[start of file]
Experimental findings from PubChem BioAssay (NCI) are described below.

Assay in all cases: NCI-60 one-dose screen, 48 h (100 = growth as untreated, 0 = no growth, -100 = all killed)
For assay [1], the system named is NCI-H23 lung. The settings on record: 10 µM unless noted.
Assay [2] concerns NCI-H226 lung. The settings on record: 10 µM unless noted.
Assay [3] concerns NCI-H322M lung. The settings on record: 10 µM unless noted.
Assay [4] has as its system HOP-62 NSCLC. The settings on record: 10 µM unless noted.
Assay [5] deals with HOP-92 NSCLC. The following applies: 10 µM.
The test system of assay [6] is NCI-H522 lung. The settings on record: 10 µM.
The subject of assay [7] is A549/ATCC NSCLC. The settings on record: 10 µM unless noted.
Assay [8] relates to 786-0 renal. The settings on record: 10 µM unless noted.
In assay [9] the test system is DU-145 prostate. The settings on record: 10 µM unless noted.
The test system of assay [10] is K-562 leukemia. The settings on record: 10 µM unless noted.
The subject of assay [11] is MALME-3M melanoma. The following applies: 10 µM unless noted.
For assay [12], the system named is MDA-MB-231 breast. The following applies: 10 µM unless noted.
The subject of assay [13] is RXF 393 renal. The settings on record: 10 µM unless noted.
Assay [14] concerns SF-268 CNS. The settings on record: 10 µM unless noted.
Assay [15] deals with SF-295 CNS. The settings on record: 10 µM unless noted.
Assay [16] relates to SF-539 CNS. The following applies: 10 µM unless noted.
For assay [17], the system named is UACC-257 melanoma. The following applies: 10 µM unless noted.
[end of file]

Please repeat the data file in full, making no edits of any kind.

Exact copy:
Experimental findings from PubChem BioAssay (NCI) are described below.

Assay in all cases: NCI-60 one-dose screen, 48 h (100 = growth as untreated, 0 = no growth, -100 = all killed)
For assay [1], the system named is NCI-H23 lung. The settings on record: 10 µM unless noted.
Assay [2] concerns NCI-H226 lung. The settings on record: 10 µM unless noted.
Assay [3] concerns NCI-H322M lung. The settings on record: 10 µM unless noted.
Assay [4] has as its system HOP-62 NSCLC. The settings on record: 10 µM unless noted.
Assay [5] deals with HOP-92 NSCLC. The following applies: 10 µM.
The test system of assay [6] is NCI-H522 lung. The settings on record: 10 µM.
The subject of assay [7] is A549/ATCC NSCLC. The settings on record: 10 µM unless noted.
Assay [8] relates to 786-0 renal. The settings on record: 10 µM unless noted.
In assay [9] the test system is DU-145 prostate. The settings on record: 10 µM unless noted.
The test system of assay [10] is K-562 leukemia. The settings on record: 10 µM unless noted.
The subject of assay [11] is MALME-3M melanoma. The following applies: 10 µM unless noted.
For assay [12], the system named is MDA-MB-231 breast. The following applies: 10 µM unless noted.
The subject of assay [13] is RXF 393 renal. The settings on record: 10 µM unless noted.
Assay [14] concerns SF-268 CNS. The settings on record: 10 µM unless noted.
Assay [15] deals with SF-295 CNS. The settings on record: 10 µM unless noted.
Assay [16] relates to SF-539 CNS. The following applies: 10 µM unless noted.
For assay [17], the system named is UACC-257 melanoma. The following applies: 10 µM unless noted.